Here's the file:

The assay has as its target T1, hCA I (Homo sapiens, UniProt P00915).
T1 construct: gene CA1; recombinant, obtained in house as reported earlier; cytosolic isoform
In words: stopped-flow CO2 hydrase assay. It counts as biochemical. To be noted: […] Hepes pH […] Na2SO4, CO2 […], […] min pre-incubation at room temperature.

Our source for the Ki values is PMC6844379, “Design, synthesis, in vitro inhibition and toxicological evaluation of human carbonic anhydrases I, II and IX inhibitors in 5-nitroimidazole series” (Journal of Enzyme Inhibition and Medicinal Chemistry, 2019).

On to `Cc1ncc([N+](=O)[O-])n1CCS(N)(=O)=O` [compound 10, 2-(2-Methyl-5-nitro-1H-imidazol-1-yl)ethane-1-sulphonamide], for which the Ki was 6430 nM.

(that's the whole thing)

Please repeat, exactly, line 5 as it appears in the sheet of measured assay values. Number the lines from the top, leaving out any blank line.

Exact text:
On to `Cc1ncc([N+](=O)[O-])n1CCS(N)(=O)=O` [compound 10, 2-(2-Methyl-5-nitro-1H-imidazol-1-yl)ethane-1-sulphonamide], for which the Ki was 6430 nM.